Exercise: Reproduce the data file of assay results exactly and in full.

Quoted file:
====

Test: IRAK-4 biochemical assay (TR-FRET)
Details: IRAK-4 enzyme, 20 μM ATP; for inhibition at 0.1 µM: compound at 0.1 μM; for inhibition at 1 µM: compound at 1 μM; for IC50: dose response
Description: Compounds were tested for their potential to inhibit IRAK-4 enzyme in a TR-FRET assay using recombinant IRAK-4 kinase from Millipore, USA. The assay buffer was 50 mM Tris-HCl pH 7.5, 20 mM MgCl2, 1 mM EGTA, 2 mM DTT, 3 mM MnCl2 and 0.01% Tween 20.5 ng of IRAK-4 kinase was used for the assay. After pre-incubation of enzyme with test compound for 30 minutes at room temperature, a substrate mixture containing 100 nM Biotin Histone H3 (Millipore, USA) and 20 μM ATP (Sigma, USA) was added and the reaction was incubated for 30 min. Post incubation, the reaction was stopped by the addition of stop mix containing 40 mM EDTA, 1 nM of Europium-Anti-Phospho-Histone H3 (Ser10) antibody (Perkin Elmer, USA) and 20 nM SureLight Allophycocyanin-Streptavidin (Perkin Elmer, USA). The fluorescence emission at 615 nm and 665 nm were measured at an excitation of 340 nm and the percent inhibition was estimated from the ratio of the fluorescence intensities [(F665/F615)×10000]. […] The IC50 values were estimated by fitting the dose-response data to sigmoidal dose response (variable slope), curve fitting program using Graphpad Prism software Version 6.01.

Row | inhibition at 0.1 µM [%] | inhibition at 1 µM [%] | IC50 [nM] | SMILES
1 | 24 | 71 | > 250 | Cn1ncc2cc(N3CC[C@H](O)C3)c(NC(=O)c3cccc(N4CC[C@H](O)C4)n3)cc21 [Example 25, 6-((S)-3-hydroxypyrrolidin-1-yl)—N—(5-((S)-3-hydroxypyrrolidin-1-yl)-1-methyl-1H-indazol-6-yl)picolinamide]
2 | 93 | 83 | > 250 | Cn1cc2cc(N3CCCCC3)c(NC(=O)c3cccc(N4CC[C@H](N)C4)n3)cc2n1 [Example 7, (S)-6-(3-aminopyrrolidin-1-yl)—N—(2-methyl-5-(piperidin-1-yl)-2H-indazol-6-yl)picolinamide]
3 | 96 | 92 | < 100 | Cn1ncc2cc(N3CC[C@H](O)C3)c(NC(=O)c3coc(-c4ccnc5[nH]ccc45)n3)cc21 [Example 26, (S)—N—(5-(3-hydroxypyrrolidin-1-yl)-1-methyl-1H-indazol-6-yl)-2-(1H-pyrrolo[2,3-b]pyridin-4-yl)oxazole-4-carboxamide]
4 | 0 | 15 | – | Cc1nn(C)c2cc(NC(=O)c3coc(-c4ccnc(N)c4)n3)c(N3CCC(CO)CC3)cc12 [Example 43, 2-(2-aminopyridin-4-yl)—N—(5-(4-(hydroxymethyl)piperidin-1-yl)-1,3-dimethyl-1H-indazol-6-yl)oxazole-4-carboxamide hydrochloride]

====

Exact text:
Test: IRAK-4 biochemical assay (TR-FRET)
Details: IRAK-4 enzyme, 20 μM ATP; for inhibition at 0.1 µM: compound at 0.1 μM; for inhibition at 1 µM: compound at 1 μM; for IC50: dose response
Description: Compounds were tested for their potential to inhibit IRAK-4 enzyme in a TR-FRET assay using recombinant IRAK-4 kinase from Millipore, USA. The assay buffer was 50 mM Tris-HCl pH 7.5, 20 mM MgCl2, 1 mM EGTA, 2 mM DTT, 3 mM MnCl2 and 0.01% Tween 20.5 ng of IRAK-4 kinase was used for the assay. After pre-incubation of enzyme with test compound for 30 minutes at room temperature, a substrate mixture containing 100 nM Biotin Histone H3 (Millipore, USA) and 20 μM ATP (Sigma, USA) was added and the reaction was incubated for 30 min. Post incubation, the reaction was stopped by the addition of stop mix containing 40 mM EDTA, 1 nM of Europium-Anti-Phospho-Histone H3 (Ser10) antibody (Perkin Elmer, USA) and 20 nM SureLight Allophycocyanin-Streptavidin (Perkin Elmer, USA). The fluorescence emission at 615 nm and 665 nm were measured at an excitation of 340 nm and the percent inhibition was estimated from the ratio of the fluorescence intensities [(F665/F615)×10000]. […] The IC50 values were estimated by fitting the dose-response data to sigmoidal dose response (variable slope), curve fitting program using Graphpad Prism software Version 6.01.

Row | inhibition at 0.1 µM [%] | inhibition at 1 µM [%] | IC50 [nM] | SMILES
1 | 24 | 71 | > 250 | Cn1ncc2cc(N3CC[C@H](O)C3)c(NC(=O)c3cccc(N4CC[C@H](O)C4)n3)cc21 [Example 25, 6-((S)-3-hydroxypyrrolidin-1-yl)—N—(5-((S)-3-hydroxypyrrolidin-1-yl)-1-methyl-1H-indazol-6-yl)picolinamide]
2 | 93 | 83 | > 250 | Cn1cc2cc(N3CCCCC3)c(NC(=O)c3cccc(N4CC[C@H](N)C4)n3)cc2n1 [Example 7, (S)-6-(3-aminopyrrolidin-1-yl)—N—(2-methyl-5-(piperidin-1-yl)-2H-indazol-6-yl)picolinamide]
3 | 96 | 92 | < 100 | Cn1ncc2cc(N3CC[C@H](O)C3)c(NC(=O)c3coc(-c4ccnc5[nH]ccc45)n3)cc21 [Example 26, (S)—N—(5-(3-hydroxypyrrolidin-1-yl)-1-methyl-1H-indazol-6-yl)-2-(1H-pyrrolo[2,3-b]pyridin-4-yl)oxazole-4-carboxamide]
4 | 0 | 15 | – | Cc1nn(C)c2cc(NC(=O)c3coc(-c4ccnc(N)c4)n3)c(N3CCC(CO)CC3)cc12 [Example 43, 2-(2-aminopyridin-4-yl)—N—(5-(4-(hydroxymethyl)piperidin-1-yl)-1,3-dimethyl-1H-indazol-6-yl)oxazole-4-carboxamide hydrochloride]